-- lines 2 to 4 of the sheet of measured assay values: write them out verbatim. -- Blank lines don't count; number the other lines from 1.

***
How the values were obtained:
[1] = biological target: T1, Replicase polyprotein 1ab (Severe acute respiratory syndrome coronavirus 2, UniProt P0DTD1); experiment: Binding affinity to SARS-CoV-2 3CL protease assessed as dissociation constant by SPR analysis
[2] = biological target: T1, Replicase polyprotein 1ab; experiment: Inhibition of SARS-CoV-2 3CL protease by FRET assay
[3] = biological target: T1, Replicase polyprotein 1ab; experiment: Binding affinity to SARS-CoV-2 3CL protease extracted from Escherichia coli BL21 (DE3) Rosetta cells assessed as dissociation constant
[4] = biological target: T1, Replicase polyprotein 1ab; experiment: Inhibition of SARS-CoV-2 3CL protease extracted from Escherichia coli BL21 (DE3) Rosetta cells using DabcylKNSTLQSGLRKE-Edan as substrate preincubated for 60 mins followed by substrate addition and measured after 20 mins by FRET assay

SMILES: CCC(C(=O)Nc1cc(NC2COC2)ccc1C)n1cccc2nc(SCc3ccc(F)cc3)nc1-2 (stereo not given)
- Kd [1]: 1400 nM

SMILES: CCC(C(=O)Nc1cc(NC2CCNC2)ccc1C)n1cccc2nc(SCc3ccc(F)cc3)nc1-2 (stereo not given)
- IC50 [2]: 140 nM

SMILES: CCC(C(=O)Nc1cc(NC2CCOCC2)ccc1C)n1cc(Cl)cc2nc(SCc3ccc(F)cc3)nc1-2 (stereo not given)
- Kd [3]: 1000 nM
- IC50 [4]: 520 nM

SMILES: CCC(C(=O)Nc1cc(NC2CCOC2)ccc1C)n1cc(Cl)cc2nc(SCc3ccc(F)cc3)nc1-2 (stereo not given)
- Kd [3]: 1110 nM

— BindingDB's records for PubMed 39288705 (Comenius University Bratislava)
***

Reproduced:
[1] = biological target: T1, Replicase polyprotein 1ab (Severe acute respiratory syndrome coronavirus 2, UniProt P0DTD1); experiment: Binding affinity to SARS-CoV-2 3CL protease assessed as dissociation constant by SPR analysis
[2] = biological target: T1, Replicase polyprotein 1ab; experiment: Inhibition of SARS-CoV-2 3CL protease by FRET assay
[3] = biological target: T1, Replicase polyprotein 1ab; experiment: Binding affinity to SARS-CoV-2 3CL protease extracted from Escherichia coli BL21 (DE3) Rosetta cells assessed as dissociation constant